Cyber attacks on small businesses and organizations are becoming increasingly common. That’s why it’s so important to make sure you and your agency’s employees understand how to keep your company’s computer system safe and secure.
Online attacks are costly to address. It’s estimated that 60 percent of small businesses and organizations fail within six months of one. The good news? Studies also show that nearly 90 percent of all cyber attacks can be easily prevented with some simple safeguards.
For most companies, the problem is malware. That’s malicious software designed to gain access to a network, find sensitive data and steal that data. There are various types of malware, including spyware, viruses, worms, or any type of malicious code that infiltrates a computer. Once malware is installed, it can allow hackers to extract private and sensitive data.
Some of the best ways to prevent malware from being installed on your computers are the most simple. Train your employees to not click on links or open attachments to e-mails they are not expecting. This is one of the most common ways hackers gain access to a company’s computers. Be wary of any e-mails containing attachments. If you are suspicious of what you are being asked to view or install, don’t do it. Scan a disc or flash drive before using it; it too can unknowingly contain malicious code.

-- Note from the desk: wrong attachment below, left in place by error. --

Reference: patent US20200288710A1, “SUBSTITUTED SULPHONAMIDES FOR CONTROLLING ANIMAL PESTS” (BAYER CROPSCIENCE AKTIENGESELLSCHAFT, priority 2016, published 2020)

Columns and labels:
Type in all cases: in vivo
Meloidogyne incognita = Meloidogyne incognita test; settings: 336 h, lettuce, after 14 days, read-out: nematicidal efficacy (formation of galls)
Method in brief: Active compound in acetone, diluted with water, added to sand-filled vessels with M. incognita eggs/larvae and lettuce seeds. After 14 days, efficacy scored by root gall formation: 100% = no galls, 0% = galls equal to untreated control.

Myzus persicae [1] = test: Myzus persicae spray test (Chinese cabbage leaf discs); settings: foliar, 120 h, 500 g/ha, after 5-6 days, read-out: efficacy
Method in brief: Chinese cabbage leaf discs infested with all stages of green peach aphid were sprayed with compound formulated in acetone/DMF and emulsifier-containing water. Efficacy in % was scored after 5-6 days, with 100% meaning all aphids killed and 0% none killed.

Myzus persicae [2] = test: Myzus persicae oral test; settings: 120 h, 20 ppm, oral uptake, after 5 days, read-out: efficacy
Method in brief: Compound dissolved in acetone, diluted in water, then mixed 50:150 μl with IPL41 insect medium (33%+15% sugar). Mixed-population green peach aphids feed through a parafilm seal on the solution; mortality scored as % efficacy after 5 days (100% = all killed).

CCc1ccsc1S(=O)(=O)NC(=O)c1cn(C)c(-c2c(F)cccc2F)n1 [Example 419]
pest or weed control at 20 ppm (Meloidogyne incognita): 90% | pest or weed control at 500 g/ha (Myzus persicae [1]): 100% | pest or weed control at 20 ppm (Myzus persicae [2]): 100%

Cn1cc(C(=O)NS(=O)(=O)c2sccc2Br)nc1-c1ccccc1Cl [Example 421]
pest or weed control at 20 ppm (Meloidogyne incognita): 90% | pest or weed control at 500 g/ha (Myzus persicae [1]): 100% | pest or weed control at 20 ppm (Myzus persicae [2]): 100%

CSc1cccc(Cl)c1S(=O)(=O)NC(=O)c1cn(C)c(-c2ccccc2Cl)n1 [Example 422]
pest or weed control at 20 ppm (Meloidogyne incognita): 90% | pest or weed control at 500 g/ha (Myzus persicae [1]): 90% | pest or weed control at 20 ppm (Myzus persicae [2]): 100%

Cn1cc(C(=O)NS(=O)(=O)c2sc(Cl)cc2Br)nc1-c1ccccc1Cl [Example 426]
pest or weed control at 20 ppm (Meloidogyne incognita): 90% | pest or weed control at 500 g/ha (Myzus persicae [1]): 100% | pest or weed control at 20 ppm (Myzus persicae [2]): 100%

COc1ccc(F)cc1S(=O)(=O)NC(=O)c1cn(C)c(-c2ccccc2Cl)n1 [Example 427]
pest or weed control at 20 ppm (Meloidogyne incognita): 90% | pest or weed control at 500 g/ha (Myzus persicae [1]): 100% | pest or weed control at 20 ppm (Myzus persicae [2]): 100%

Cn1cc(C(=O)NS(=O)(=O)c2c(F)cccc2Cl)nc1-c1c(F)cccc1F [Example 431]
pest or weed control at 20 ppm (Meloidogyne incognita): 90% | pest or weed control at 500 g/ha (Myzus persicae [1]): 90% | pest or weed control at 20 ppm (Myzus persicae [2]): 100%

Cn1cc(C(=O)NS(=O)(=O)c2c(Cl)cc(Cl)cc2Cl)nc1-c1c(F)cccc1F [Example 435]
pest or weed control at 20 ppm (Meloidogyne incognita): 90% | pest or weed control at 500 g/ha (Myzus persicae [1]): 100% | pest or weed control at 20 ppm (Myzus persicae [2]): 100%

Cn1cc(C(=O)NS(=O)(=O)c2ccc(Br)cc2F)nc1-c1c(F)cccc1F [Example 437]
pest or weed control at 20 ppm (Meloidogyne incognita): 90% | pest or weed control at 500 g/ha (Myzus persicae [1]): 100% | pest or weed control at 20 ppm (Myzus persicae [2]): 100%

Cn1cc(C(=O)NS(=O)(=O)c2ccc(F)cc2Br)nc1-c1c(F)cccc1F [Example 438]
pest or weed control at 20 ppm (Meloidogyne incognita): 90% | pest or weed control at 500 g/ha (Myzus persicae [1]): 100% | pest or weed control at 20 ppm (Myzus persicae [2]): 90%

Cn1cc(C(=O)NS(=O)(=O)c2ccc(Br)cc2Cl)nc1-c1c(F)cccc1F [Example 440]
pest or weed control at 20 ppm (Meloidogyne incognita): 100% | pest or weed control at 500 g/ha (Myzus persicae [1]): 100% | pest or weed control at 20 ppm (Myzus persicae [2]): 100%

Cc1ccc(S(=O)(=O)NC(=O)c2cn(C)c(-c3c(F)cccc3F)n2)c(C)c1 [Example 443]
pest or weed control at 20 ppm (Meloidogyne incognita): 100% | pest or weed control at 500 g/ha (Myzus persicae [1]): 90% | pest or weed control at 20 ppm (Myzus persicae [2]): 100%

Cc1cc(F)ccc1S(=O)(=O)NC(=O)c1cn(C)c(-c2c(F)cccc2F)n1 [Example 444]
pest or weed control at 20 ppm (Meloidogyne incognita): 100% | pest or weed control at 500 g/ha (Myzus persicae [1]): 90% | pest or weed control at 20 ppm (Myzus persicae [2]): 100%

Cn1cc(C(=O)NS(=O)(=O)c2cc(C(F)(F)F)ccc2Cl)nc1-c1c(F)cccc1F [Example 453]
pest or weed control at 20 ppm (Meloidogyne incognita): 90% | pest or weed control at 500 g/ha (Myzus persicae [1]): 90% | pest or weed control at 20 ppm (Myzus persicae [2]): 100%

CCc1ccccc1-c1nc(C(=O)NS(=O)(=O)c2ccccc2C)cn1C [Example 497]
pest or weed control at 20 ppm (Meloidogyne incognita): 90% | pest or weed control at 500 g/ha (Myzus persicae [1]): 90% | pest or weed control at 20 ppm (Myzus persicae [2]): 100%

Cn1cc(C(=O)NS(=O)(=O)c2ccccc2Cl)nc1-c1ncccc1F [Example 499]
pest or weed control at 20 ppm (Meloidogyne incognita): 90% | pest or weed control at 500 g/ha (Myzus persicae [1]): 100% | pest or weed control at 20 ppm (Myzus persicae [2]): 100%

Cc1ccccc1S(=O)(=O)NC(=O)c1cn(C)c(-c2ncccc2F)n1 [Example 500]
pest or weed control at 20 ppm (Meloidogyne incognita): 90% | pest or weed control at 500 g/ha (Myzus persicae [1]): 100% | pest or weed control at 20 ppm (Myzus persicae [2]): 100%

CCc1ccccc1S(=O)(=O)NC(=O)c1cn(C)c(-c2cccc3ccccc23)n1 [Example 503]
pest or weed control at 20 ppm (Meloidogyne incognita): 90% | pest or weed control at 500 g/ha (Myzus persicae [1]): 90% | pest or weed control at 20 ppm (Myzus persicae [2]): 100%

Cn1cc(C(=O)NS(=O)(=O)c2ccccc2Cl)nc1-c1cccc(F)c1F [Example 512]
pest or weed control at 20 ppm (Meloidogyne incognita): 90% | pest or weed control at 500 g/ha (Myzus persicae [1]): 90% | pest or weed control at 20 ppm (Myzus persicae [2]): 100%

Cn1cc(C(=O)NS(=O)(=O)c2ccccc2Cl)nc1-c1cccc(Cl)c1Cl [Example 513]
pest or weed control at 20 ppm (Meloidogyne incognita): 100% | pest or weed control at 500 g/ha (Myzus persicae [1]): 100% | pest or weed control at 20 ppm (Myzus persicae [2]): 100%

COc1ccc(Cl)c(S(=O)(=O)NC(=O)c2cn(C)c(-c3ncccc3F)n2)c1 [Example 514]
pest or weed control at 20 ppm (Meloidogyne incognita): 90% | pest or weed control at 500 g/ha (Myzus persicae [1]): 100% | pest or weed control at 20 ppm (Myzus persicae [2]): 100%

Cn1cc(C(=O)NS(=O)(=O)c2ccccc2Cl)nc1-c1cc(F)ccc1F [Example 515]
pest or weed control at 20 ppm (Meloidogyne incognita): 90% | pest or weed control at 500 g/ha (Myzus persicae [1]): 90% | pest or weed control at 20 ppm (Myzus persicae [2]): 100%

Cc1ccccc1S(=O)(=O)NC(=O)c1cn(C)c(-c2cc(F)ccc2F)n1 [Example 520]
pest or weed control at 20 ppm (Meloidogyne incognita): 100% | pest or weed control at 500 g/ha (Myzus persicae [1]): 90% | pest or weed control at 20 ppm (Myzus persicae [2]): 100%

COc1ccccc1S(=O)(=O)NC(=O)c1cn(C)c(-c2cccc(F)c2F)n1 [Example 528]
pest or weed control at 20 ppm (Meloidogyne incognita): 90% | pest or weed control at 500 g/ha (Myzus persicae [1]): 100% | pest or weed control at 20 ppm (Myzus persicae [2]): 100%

Long and strong passwords with a mix of uppercase and lowercase letters, numbers and symbols are important, too. Set a specific timeline — such as every three months — for changing company passwords. Consider requiring employees to refrain from checking their personal e-mail accounts and social media channels using company computers and devices. If a computer contains company information, you’ll want employees to avoid downloading any programs or apps on it without your permission. Well-trained employees are the first line of defense against a cyber attack.
Security measures also are important. Install anti-virus/malware software, firewalls and anti-ransomware, keep it up to date and run regular scans. Don’t let updates to your operating system, browsers and plugins pile up. Updates often address security vulnerabilities that have been discovered, so it’s important to handle those in a timely manner.